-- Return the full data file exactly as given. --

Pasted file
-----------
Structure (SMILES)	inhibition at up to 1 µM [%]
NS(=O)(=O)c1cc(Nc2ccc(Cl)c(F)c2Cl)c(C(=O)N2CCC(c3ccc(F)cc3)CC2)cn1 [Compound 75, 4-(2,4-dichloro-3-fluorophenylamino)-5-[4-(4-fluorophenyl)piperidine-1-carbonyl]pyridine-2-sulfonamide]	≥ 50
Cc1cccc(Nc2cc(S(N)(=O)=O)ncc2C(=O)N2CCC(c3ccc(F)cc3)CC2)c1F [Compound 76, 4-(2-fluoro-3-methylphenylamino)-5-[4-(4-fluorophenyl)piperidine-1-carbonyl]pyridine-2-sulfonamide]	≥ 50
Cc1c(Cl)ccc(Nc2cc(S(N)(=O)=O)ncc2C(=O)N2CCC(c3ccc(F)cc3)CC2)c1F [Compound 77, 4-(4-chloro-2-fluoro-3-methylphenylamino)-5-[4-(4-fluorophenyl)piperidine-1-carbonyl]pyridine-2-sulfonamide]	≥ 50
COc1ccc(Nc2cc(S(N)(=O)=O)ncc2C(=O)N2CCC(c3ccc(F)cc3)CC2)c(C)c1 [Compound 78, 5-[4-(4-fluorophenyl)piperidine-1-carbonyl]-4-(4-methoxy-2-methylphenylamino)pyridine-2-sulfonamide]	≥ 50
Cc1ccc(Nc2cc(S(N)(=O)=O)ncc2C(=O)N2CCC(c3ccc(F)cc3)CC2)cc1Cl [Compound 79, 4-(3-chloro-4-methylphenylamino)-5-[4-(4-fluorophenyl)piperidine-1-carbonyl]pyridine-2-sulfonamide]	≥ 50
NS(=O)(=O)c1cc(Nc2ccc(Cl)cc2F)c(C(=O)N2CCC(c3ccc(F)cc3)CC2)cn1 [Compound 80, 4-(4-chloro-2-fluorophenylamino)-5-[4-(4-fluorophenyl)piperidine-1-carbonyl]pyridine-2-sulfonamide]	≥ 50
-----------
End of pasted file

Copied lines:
Structure (SMILES)	inhibition at up to 1 µM [%]
NS(=O)(=O)c1cc(Nc2ccc(Cl)c(F)c2Cl)c(C(=O)N2CCC(c3ccc(F)cc3)CC2)cn1 [Compound 75, 4-(2,4-dichloro-3-fluorophenylamino)-5-[4-(4-fluorophenyl)piperidine-1-carbonyl]pyridine-2-sulfonamide]	≥ 50
Cc1cccc(Nc2cc(S(N)(=O)=O)ncc2C(=O)N2CCC(c3ccc(F)cc3)CC2)c1F [Compound 76, 4-(2-fluoro-3-methylphenylamino)-5-[4-(4-fluorophenyl)piperidine-1-carbonyl]pyridine-2-sulfonamide]	≥ 50
Cc1c(Cl)ccc(Nc2cc(S(N)(=O)=O)ncc2C(=O)N2CCC(c3ccc(F)cc3)CC2)c1F [Compound 77, 4-(4-chloro-2-fluoro-3-methylphenylamino)-5-[4-(4-fluorophenyl)piperidine-1-carbonyl]pyridine-2-sulfonamide]	≥ 50
COc1ccc(Nc2cc(S(N)(=O)=O)ncc2C(=O)N2CCC(c3ccc(F)cc3)CC2)c(C)c1 [Compound 78, 5-[4-(4-fluorophenyl)piperidine-1-carbonyl]-4-(4-methoxy-2-methylphenylamino)pyridine-2-sulfonamide]	≥ 50
Cc1ccc(Nc2cc(S(N)(=O)=O)ncc2C(=O)N2CCC(c3ccc(F)cc3)CC2)cc1Cl [Compound 79, 4-(3-chloro-4-methylphenylamino)-5-[4-(4-fluorophenyl)piperidine-1-carbonyl]pyridine-2-sulfonamide]	≥ 50
NS(=O)(=O)c1cc(Nc2ccc(Cl)cc2F)c(C(=O)N2CCC(c3ccc(F)cc3)CC2)cn1 [Compound 80, 4-(4-chloro-2-fluorophenylamino)-5-[4-(4-fluorophenyl)piperidine-1-carbonyl]pyridine-2-sulfonamide]	≥ 50